D-League coach aims to tighten T-wolves ties
MINNEAPOLIS — Last February, Malcolm Lee didn’t have a clue where he was.
The Timberwolves’ rookie had been sent to the team’s D-League affiliate, the Sioux Falls Skyforce, for a rehab stint after December knee surgery. Almost immediately upon his arrival, the California native tweeted about being stuck in Iowa, where the population is “like 30,” a move that couldn’t have ingratiated him to the hometown Skyforce fans.
Very funny, Malcolm. Except Sioux Falls is in South Dakota, and its population is just a bit above 30, hovering around 157,000.
Lee may have deleted the tweet, but the sentiment stuck. He didn’t have any idea what he was getting into, and frankly, neither did many Timberwolves fans. He was in the D-League, and that was it. He was rehabbing, and the team would occasionally provide scores and statistics to illustrate how the rookie was faring.
But those dispatches had no context. Who was coaching him? (Morris McHone.) Was the team any good? (No.) Who were his teammates? (No one you’ve heard of.) Players like Lee can disappear for a few weeks with few people really asking where they’ve gone, especially on teams like the Timberwolves, who share a D-League affiliate with three other NBA franchises. The connection is weaker, the relationship more distant, and in many ways, it’s easier not to know what’s going on in South Dakota.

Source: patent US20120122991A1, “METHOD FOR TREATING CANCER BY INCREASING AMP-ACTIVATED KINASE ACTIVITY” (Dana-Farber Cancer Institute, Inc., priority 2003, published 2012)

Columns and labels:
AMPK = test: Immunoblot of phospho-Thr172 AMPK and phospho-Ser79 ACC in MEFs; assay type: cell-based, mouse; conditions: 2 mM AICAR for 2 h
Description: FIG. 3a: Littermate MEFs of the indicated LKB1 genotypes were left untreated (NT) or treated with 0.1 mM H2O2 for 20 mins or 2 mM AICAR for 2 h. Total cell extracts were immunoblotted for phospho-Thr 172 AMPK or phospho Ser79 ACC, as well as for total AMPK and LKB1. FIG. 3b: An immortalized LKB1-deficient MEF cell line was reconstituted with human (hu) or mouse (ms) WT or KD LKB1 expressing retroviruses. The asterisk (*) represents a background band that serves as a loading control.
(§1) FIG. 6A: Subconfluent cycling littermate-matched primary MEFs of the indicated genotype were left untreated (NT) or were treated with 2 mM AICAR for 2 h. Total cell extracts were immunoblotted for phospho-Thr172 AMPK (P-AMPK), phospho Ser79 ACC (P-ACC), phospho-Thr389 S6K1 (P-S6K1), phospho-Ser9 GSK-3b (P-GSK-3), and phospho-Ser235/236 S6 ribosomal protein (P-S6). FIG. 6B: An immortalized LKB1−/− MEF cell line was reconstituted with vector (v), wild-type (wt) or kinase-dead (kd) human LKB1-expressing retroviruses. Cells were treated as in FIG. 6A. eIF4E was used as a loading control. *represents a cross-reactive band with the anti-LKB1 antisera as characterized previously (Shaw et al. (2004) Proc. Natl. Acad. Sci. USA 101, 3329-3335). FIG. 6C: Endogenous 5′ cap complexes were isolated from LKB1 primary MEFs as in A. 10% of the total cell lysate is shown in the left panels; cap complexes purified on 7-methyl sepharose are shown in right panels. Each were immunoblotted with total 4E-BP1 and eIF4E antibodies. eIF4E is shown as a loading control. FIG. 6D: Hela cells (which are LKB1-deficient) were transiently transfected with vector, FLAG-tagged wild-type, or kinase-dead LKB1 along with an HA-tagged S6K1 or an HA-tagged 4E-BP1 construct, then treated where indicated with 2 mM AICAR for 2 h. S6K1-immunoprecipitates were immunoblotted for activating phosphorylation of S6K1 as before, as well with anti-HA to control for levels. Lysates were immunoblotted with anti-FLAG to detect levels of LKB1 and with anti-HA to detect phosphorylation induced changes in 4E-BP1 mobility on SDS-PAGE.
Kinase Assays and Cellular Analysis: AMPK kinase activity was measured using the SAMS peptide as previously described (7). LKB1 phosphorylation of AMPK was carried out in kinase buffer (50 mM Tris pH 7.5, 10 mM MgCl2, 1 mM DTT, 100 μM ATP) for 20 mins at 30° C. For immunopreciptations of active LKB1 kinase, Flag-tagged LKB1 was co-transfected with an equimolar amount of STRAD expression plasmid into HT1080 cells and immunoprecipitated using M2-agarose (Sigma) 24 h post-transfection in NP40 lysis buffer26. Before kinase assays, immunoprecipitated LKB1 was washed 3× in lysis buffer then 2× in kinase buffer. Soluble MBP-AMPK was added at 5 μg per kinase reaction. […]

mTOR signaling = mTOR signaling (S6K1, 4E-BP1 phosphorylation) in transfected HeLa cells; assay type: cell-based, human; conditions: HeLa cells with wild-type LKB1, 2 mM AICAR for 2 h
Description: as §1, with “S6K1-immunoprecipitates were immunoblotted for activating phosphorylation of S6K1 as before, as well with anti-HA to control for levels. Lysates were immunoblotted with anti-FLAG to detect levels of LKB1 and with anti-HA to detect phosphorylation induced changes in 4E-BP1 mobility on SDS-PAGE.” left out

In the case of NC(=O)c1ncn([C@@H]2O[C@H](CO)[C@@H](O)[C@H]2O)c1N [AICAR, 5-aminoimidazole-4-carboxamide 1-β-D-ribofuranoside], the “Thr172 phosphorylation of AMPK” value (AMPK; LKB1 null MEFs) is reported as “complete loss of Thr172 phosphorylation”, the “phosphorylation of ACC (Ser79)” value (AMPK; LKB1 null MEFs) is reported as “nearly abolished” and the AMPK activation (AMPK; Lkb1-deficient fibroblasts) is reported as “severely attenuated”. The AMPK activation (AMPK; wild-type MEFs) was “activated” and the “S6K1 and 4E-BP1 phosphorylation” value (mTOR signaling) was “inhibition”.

That all might change if Joel Abelson has anything to say about it, though. Abelson was named the head coach of the Skyforce on Aug. 10, and at 29, he’s the youngest active D-League coach in team history. Even so, Abelson brushes off the congratulations that come with age — current D-League and former NBA coach Eric Musselman got his start at 23, he pointed out — but does acknowledge the energy and enthusiasm he’ll bring to the team.
“I think they like my energy, my youthful exuberance, my ideas,” Abelson said. “I’ve been in this league, this is going to be my sixth year, and I’ve worked for four different guys in five years. It’s like anything else in life: you take what you like and kind of leave what you don’t. I think they liked some of the ideas that I came with.”
Abelson, a University of Michigan graduate who spent the past two seasons as an associate head coach of the Idaho Stampede in the D-League, impressed Skyforce owner Mike Heineman with the connections he’s formed within the NBA community. Prior to his hire, Abelson had already gone beyond his D-League coaching duties, working as an assistant coach for the Raptors in summer league and with collegiate and professional basketball players at the Bob Hill Basketball Camp and Impact Basketball.
For a 29-year-old, Abelson boasts a packed resume, and he’s hoping to continue the success of Musselman and other young coaches in the D-Leagues and the now-defunct CBA. For a team that’s gone 25-75 in the past two years after making the playoffs in three of its first four D-League seasons, Abelson represents a calculated move toward change, and Heineman was blown away by his ideas and energy throughout the interview process.
“We were looking for someone to really impress us in interviews, and we think he has a great NBA future,” Heineman said.